- Posted by Carl Lyon
- On April 12, 2016
- 0 Comments
- Kholat, Playstation 4, Review, video games
February 2nd, 1959: Igor Dyatlov led a group of 8 experienced hikers from the Ural Polytechnical Institute on a trek through the Ural Mountains in Russia. After setting up camp on the slopes of Kholat Syakhl (“Dead Mountain” in the language of the indigenous Mansi), a mysterious event occurred that led the hikers to slash their way out of their tents and run naked across the snow-crusted land, where they all perished under mysterious circumstances. Bones were broken without any outward trauma; skulls were fractured with no bruising; one woman’s tongue was missing; bodies showed signs of irradiation. After a month of investigation, Soviet authorities listed the cause of death as “an unknown compelling force” and closed the region to hikers and skiers for three years after the event, which became known as the Dyatlov Pass Incident. This macabre mystery lies at the heart of Kholat, a horror game from Polish developer IMGN.Pro. While far from a perfect experience from a narrative standpoint, the game’s frigid atmosphere, well-executed frights, and sense of isolation come together to deliver a truly compelling experience.
The game unceremoniously dumps you in the footsteps of the Dyatlov Pass victims, forcing you to trek up the mountain alone in order to try and determine what truly happened that fateful February night. While the narrative has some genuine potential, especially with the voice acting of Sean Bean (Lord of the Rings) it comes across as fragmented and confusing, asking you to piece together snippets of information—a newspaper clipping here, a journal page there—and try to come to your own conclusions. While intrigue blankets the game like a powdery snowfall, the actual story gets lost in a drift of confusion. I feel no closer to understanding the Dyatlov Pass Incident after completing the game as I did before I started.
But you know what? I’m okay with that, as what Kholat lacks in storytelling substance, it more than makes up for it in suspenseful style. While the game treads the same path as many of its “walking simulator” brethren, it manages to keep you in the dark with an orienteering system that ironically keeps you feeling disoriented as you trudge your way towards the truth. You’re given a tattered map, a series of coordinates, and a compass to try and help you navigate the ice-crusted wilderness, but it’s much easier said than done. Cripes, why did I ever drop out of Boy Scouts?
Yep, using nothing more than coordinates, guideposts, and a compass you have to try and find a series of landmarks that will fill in not only the terrible tale of Dyatlov Pass, but the mystery that you yourself are mired in. While it may sound simple, it’s very easy to get lost in the winter not-quite-wonderland of Kholat Syakhl, with overgrown footpaths and crumbling bridges forcing you to turn around and try in vain to get your bearings. It’s the sort of thing that would be intensely frustrating in most games, but it greatly enhances the moodiness of Kholat.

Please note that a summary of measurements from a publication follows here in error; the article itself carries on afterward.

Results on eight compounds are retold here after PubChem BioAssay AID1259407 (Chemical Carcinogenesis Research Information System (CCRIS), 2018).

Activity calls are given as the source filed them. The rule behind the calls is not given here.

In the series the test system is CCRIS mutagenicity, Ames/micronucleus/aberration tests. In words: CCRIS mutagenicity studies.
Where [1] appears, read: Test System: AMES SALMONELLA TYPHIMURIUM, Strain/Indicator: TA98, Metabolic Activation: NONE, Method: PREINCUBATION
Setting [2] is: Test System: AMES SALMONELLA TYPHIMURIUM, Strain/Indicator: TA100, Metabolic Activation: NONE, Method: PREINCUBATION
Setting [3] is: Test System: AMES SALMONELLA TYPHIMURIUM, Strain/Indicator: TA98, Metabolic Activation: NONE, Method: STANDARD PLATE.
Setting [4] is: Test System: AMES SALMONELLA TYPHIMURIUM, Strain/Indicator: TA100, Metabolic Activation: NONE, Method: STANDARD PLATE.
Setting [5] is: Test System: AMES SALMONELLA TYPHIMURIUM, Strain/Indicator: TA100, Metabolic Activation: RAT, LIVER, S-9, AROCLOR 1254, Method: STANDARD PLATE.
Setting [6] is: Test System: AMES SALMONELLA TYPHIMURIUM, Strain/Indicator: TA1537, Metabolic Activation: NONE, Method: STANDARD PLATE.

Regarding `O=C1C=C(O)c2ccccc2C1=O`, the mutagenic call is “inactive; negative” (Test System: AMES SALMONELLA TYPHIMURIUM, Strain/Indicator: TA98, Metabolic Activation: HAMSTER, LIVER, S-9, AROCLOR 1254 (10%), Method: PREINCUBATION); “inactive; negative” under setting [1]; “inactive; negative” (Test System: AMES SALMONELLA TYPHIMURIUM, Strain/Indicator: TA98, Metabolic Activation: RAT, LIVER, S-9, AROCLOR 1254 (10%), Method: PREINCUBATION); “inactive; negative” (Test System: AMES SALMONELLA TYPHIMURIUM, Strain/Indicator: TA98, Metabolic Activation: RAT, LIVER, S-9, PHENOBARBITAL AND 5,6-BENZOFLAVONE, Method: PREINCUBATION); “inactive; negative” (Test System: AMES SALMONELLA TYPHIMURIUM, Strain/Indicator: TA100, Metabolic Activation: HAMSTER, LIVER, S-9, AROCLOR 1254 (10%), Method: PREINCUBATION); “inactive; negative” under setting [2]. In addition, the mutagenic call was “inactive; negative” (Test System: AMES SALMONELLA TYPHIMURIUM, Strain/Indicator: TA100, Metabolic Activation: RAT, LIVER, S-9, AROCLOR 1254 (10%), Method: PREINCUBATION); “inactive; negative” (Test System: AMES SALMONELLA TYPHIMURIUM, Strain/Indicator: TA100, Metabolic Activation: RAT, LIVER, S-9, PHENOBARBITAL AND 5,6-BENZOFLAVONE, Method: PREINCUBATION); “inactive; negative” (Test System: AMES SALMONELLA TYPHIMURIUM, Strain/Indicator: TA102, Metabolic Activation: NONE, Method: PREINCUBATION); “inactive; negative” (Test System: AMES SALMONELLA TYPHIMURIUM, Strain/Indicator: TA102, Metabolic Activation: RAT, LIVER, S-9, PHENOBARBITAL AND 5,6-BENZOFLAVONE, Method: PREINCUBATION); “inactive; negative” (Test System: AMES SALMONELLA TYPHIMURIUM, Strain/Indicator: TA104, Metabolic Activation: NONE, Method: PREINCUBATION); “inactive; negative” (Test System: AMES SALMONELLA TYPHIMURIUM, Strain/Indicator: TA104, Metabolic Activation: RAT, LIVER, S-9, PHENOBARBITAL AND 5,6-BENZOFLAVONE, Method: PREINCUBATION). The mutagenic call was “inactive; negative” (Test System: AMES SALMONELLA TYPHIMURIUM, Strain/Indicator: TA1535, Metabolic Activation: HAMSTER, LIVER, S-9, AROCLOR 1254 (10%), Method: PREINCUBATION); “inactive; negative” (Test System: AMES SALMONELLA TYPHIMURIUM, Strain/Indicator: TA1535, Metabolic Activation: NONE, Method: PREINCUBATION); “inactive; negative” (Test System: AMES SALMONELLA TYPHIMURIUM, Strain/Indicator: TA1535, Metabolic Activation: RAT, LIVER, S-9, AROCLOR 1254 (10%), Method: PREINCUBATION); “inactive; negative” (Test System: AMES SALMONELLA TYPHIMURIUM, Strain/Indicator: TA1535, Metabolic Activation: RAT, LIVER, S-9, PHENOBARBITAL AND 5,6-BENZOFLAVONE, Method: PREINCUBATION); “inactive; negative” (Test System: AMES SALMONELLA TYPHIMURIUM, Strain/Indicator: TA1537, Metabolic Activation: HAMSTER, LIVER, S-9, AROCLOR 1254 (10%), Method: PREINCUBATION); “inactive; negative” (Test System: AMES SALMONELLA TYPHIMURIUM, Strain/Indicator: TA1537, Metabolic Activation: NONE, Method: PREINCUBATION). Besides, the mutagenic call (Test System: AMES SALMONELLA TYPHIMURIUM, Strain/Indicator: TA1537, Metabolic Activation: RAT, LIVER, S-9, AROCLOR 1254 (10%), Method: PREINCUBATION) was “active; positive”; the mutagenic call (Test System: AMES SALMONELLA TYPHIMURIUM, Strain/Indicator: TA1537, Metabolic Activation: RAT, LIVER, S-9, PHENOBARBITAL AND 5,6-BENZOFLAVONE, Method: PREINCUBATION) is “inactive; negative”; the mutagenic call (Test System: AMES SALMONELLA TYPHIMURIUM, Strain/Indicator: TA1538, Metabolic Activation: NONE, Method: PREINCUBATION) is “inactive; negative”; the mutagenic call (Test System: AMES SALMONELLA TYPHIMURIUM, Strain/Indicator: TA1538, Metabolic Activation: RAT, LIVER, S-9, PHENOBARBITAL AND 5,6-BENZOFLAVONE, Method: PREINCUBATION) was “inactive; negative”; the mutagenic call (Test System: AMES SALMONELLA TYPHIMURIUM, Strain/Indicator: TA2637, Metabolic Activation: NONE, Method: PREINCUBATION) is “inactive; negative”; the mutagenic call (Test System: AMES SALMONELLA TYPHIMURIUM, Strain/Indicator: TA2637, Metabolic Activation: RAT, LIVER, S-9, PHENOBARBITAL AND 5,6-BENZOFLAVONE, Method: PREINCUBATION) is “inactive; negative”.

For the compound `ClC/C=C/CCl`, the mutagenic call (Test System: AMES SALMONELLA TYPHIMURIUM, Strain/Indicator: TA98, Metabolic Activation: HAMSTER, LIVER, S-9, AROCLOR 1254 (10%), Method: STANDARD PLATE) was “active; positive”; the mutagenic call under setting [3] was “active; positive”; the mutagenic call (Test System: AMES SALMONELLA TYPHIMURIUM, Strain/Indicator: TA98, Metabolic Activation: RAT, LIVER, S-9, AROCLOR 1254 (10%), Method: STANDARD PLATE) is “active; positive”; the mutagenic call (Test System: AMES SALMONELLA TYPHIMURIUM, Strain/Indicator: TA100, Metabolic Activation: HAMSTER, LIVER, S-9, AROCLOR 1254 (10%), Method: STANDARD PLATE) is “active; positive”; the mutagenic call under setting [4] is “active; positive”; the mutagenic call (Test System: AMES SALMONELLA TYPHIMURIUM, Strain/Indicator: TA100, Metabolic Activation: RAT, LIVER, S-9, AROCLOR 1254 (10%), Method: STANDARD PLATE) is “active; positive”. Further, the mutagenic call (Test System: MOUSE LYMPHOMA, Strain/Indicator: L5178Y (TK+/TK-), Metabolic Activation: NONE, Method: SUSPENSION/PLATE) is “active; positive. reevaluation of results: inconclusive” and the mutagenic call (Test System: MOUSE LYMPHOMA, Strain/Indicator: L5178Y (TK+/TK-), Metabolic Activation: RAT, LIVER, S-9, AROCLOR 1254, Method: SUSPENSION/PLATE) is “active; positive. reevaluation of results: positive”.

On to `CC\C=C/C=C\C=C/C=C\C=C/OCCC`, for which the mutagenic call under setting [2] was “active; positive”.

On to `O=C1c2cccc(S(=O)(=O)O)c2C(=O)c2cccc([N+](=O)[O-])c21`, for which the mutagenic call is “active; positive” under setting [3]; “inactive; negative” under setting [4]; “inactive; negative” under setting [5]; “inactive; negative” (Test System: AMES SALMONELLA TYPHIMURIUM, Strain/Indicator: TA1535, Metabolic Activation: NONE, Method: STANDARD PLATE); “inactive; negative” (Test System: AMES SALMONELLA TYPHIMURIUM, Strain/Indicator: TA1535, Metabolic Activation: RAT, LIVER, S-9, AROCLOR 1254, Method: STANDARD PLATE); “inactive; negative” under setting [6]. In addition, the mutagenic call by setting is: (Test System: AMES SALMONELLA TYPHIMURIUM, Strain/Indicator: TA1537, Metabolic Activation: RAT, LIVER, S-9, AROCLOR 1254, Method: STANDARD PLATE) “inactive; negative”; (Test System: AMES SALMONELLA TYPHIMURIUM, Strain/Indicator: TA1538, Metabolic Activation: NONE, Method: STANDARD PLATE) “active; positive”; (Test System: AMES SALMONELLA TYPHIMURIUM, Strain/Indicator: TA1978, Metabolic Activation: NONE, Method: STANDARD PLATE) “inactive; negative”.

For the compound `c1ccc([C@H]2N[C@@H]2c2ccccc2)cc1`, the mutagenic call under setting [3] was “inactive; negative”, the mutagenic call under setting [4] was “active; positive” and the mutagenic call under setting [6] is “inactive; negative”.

Of course, your inability to orienteer isn’t the only fear you’ll face in Kholat: the Ural Mountains are seemingly haunted by a gaggle of ghosts, ethereal apparitions that either hint at historical horrors or take a more claws-on approach to freaking the player out. Strange, fiery spirits act as infernal echoes of the past, aping the actions of Dyatlov and his crew and cluing you in to present-day threats. These threats are few, but good lord they work, from hidden tiger-traps to a mysterious shade whose smoky body and flaming footprints will leave you anxious and possibly dead. If there’s one complaint about how the threats are handled, it’s that their insta-kills come without warning. On more than one occasion I literally stumbled directly into the ashen apparition and keeled over, without any hope of retreat. This, sadly, undoes some of the suffocating suspense that Kholat builds over its short but satisfying playtime.
Graphically, Kholat uses Epic’s oft-licensed Unreal Engine, and it looks positively gorgeous for it. The environments are almost exclusively wintry wilderness, and they never cease to look breathtakingly organic, with frosted firs and dusty drifts that practically chill you to the bones with their arctic authenticity. The aforementioned shade that stalks you is a similar triumph, with a ghostly body that resembles wisps of smoke coagulating into a form that’s not quite human and completely terrifying. The audio is deliciously atmospheric, with quick bursts of music punctuating the howl of wind, the creak of trees under the weight of snow, and the unbearable silence of a winter’s night, a perpetual pregnant pause that seems like the entire world is holding its breath.
While Kholat may not solve the mystery of Dyatlov Pass, or even offer up a well-woven narrative, it offers up a sprawling haunted house experience that covers a massive, snowy expanse. Its experience is less intellectual and more primal, tapping into our base fears without making us think as to why we’re frightened. Its fear resides completely in the amygdala and refuses to leave, even after you’ve stopped playing.
Kholat is available now on PC and Playstation 4.